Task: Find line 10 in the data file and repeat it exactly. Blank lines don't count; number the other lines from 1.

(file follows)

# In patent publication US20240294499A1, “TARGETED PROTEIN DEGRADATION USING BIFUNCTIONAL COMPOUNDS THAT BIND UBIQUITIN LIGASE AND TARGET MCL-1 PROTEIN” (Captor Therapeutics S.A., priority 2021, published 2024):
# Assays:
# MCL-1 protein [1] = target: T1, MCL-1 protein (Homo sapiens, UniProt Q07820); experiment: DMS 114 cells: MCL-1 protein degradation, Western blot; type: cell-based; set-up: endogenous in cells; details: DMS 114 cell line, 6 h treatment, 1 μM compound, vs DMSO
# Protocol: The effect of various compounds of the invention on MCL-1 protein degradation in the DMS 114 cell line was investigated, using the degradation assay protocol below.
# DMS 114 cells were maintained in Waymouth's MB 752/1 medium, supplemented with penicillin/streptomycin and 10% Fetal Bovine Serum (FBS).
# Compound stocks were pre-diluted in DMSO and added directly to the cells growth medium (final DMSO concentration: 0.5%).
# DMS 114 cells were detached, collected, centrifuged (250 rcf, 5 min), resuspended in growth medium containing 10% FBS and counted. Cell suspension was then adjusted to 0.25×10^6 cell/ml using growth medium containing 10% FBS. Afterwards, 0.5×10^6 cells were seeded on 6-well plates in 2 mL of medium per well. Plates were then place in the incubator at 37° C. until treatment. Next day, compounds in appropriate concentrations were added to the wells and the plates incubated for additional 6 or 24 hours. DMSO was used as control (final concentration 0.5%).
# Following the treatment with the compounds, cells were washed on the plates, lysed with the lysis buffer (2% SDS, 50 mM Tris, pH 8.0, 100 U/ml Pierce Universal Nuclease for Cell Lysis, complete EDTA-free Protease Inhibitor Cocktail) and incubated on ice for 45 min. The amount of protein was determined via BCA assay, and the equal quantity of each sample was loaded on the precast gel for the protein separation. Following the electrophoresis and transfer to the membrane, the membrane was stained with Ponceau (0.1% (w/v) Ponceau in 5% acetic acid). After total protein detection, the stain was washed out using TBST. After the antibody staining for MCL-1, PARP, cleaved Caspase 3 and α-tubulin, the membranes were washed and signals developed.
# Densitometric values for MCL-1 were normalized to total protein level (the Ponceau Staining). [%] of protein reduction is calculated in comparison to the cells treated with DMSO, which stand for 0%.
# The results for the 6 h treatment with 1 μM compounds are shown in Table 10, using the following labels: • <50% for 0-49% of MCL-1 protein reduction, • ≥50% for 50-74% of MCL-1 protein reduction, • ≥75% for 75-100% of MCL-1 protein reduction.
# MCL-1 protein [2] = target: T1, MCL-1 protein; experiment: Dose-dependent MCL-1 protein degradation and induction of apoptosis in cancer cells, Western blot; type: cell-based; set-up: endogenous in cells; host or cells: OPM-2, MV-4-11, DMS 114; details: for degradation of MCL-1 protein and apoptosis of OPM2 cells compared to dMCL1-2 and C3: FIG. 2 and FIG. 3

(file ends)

# The results for the 6 h treatment with 1 μM compounds are shown in Table 10, using the following labels: • <50% for 0-49% of MCL-1 protein reduction, • ≥50% for 50-74% of MCL-1 protein reduction, • ≥75% for 75-100% of MCL-1 protein reduction.